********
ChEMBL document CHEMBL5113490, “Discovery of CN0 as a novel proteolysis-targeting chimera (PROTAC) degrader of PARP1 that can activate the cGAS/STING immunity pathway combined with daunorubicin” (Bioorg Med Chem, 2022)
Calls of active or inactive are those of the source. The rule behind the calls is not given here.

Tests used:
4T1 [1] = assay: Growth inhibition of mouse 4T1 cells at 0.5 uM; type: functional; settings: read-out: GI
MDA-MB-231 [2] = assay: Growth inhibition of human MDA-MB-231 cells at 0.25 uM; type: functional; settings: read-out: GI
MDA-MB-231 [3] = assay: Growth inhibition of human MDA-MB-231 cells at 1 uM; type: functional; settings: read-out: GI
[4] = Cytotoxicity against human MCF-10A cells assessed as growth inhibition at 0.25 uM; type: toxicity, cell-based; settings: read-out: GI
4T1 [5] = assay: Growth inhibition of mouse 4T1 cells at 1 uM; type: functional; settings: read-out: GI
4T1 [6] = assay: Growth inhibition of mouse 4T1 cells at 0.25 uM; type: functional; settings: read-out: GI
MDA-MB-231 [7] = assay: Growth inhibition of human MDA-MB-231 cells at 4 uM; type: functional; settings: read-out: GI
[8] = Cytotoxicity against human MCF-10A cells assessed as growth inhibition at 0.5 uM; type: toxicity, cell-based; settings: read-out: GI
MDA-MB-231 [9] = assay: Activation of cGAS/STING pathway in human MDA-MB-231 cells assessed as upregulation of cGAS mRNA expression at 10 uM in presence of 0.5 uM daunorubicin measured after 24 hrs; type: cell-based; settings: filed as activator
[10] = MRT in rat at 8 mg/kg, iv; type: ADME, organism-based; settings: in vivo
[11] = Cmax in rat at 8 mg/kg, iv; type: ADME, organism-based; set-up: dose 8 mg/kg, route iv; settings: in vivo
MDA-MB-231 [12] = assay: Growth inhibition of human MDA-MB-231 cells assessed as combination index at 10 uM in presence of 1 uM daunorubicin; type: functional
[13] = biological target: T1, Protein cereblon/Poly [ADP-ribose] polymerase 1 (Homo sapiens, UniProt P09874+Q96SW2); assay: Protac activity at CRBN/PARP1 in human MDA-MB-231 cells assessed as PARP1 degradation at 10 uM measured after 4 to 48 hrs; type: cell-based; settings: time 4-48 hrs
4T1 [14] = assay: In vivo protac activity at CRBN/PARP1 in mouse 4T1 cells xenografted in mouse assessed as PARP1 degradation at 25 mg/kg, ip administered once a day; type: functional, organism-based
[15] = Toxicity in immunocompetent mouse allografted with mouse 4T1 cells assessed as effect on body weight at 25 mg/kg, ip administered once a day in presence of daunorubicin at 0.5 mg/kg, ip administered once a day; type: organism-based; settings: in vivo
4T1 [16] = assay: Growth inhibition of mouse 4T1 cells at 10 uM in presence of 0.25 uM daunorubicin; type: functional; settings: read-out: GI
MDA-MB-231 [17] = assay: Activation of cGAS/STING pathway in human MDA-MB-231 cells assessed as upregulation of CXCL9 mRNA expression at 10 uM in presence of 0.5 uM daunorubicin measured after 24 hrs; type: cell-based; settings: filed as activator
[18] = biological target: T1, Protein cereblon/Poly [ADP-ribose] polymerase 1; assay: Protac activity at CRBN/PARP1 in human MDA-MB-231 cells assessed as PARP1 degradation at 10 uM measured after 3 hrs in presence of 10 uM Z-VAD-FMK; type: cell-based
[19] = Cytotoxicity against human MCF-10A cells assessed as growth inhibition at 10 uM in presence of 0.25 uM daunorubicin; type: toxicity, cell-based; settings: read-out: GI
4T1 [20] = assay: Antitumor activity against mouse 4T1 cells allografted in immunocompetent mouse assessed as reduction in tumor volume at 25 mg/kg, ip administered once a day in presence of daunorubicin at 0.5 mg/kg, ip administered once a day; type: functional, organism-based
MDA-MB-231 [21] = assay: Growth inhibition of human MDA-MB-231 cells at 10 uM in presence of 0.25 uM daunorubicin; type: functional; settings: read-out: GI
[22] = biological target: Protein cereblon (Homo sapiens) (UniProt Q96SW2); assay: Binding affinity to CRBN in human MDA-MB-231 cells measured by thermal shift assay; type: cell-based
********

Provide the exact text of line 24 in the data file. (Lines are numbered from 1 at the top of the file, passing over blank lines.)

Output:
MDA-MB-231 [21] = assay: Growth inhibition of human MDA-MB-231 cells at 10 uM in presence of 0.25 uM daunorubicin; type: functional; settings: read-out: GI